I Loved My Parents and I Told Them So

Merriam-Webster Dictionary defines love, in part, as “Strong affection for another arising out of kinship or personal ties.” It states further, love is the “Object of attachment, devotion, or admiration.” My mother and father were the personification of love and I was their recipient and for that I will be eternally grateful.

Standing in my office on the top 19th floor I watched in wonderment and awe the day the Concord flew into Syracuse, New York. It was a unique piece of engineering and the enormity of it was breathtaking. Equally impressive was the earth shattering speed exhibited when the supersonic transport passed my window. Life is much like the moment I described; fast, wonderful, awesome, a Divine engineering marvel, the ability to live large, small, or in between and drink in the gifts of excitement that abound. Mom and dad were inhabitants of this earth and then poof; they just as quickly departed. Their physical beings were no more. However, I am so happy that when each passed on, all of my issues with them, real or imagined, had been resolved and they knew the love they had shown was returned by me as easily as a knee jerk reaction.

Clemett Pumps was the sponsor of my Little League baseball team. I don’t know what was more exciting, putting on my uniform or getting to go to the ball park candy stand. However, one thing that trumped it all was me looking from my shortstop position and seeing my mother and father sitting in the bleachers. The memory of love, being connected, a warm summer sun, and my young parents together on a bench, still brings a smile to me, even after five decades.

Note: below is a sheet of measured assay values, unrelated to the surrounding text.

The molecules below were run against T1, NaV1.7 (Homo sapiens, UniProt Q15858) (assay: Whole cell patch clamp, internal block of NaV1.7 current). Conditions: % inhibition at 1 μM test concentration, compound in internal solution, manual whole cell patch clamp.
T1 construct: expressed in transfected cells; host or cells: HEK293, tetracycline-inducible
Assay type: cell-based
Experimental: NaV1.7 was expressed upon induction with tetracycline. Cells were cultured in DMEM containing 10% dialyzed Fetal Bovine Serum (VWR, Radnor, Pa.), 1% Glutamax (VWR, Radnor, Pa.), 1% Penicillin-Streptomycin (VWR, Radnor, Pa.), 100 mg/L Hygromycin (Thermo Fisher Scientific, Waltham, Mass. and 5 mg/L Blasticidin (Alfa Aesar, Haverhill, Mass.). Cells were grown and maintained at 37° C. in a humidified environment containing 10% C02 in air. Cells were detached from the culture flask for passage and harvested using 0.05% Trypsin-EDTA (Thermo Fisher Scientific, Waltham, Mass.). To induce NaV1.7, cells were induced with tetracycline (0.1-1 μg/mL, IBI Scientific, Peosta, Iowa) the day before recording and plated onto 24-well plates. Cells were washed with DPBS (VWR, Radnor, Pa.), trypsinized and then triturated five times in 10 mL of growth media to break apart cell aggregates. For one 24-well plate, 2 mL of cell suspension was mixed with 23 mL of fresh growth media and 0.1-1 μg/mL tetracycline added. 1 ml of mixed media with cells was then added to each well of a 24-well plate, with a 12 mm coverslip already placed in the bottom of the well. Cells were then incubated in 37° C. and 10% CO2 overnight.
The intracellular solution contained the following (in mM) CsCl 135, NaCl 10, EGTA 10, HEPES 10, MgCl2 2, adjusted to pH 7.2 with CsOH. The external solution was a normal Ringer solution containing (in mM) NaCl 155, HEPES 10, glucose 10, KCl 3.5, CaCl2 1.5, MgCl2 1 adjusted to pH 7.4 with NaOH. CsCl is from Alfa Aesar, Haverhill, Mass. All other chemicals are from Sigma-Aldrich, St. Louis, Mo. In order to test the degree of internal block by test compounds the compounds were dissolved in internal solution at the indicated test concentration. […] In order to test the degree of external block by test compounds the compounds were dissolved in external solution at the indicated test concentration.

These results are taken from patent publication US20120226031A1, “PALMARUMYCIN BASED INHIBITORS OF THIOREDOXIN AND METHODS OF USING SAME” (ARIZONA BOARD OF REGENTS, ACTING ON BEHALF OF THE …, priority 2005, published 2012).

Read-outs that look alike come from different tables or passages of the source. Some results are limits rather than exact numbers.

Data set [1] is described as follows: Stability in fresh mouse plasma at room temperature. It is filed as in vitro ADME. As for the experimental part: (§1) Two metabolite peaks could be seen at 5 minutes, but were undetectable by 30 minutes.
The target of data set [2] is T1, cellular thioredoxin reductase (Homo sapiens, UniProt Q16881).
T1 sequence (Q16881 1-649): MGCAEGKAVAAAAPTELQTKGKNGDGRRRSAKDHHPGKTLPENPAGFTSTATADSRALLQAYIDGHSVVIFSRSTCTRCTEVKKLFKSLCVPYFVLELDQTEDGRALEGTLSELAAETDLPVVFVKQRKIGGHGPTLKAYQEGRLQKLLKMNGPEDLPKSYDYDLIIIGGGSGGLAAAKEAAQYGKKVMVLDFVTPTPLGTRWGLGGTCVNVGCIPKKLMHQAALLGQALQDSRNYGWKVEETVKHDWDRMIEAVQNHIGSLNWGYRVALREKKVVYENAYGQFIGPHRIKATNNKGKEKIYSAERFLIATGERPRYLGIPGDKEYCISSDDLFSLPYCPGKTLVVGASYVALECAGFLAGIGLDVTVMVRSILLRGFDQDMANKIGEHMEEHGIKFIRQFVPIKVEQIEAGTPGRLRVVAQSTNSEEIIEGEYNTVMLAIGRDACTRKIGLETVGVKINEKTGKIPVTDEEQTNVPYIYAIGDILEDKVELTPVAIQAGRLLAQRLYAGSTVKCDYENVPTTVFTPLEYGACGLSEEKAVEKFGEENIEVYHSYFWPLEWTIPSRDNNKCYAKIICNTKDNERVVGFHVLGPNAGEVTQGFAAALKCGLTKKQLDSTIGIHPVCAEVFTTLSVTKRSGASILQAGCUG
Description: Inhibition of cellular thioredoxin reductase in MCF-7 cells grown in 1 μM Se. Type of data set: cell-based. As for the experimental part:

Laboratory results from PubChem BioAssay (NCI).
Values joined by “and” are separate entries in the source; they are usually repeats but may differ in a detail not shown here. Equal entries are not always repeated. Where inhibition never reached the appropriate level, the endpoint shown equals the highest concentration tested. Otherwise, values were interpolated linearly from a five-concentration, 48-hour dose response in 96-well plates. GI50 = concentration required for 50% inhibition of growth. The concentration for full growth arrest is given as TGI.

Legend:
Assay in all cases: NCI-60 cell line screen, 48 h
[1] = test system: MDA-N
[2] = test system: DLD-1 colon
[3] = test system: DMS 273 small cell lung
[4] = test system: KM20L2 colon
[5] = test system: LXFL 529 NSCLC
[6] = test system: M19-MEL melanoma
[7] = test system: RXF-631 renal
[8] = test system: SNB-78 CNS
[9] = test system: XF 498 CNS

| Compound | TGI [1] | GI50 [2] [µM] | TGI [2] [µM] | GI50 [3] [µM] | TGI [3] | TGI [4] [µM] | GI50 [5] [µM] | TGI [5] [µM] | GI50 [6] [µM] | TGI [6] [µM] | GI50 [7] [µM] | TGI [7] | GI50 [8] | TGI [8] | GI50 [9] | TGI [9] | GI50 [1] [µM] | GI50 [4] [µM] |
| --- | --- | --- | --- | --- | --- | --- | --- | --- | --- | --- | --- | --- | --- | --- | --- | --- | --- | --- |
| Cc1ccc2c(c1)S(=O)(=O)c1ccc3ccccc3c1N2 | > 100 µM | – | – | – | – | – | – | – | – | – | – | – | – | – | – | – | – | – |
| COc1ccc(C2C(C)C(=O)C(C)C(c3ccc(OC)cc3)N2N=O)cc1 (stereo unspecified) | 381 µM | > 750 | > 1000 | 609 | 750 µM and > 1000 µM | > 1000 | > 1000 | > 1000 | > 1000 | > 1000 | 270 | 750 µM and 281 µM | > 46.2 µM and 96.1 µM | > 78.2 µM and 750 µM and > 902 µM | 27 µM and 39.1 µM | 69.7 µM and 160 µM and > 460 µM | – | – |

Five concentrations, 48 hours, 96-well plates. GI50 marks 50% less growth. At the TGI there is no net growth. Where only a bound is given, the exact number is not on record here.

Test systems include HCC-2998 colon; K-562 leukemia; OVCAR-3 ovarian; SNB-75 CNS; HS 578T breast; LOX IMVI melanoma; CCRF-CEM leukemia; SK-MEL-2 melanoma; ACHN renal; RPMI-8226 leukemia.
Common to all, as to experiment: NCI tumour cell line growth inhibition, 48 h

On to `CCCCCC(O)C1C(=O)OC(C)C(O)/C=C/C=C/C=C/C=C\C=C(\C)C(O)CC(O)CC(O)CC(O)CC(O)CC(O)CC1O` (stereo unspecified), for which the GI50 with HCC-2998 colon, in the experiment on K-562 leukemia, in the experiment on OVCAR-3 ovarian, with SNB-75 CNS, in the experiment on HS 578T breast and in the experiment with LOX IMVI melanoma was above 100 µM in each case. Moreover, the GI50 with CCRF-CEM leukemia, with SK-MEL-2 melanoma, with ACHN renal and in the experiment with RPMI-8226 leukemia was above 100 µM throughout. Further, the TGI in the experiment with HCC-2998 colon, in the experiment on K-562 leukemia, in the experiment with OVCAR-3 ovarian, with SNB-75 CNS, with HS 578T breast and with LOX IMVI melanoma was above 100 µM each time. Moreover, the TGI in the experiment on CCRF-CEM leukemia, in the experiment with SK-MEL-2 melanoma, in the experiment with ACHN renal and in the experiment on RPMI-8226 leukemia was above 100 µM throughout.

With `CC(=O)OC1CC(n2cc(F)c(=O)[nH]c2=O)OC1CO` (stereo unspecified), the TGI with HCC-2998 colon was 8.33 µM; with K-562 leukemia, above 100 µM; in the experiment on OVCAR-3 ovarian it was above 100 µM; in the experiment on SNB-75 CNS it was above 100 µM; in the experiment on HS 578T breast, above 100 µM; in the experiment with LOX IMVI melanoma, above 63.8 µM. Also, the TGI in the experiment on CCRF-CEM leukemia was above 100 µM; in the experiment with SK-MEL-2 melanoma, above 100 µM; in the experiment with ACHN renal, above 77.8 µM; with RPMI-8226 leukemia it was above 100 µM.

Once per week my mother would drive all the way home, after working in downtown Syracuse, pick me up, turn around and drive all the way back to downtown Syracuse. You see, it was my Thursday night private music lesson and the ritual went on for almost seven straight years. The tutored lesson with my accordion teacher, Mr. Joe Stanley (yes, I played the accordion) lasted for one hour and then the reward was going out to dinner. Mother and son would sit in a booth, while the antiquity of the room danced with the reddish colored light, amidst a cloud of smoke filling the air in the dinning room of the Wood Hotel. The nickels or dimes would go into the tabletop jukebox and I could play whatever songs I wanted with one condition…that mom could get to hear Patsy Cline in “I Fall to Pieces.” Both the hotel and my wonderful mother are gone now, but not the memories. I can never recall my mom looking annoyed or tired during those seven years. Instead she was effervescent, always had a pretty smile in place and she was the solid rock of a person I was so proud to call my very own mom.

As though it were yesterday I can still see the disappointment on her face the day she drove me to elementary school and I asked her to stop the car at the end of the sidewalk, rather than pull up to the front door. Mom halfheartedly smiled at me and said, “Afraid I’ll embarrass you by giving you a kiss goodbye in front of your friends?” Sheepishly, I didn’t need to reply because she knew the answer and from that day forward she stopped at the end of the walkway. Oh what I wouldn’t do for a loving kiss from mom today.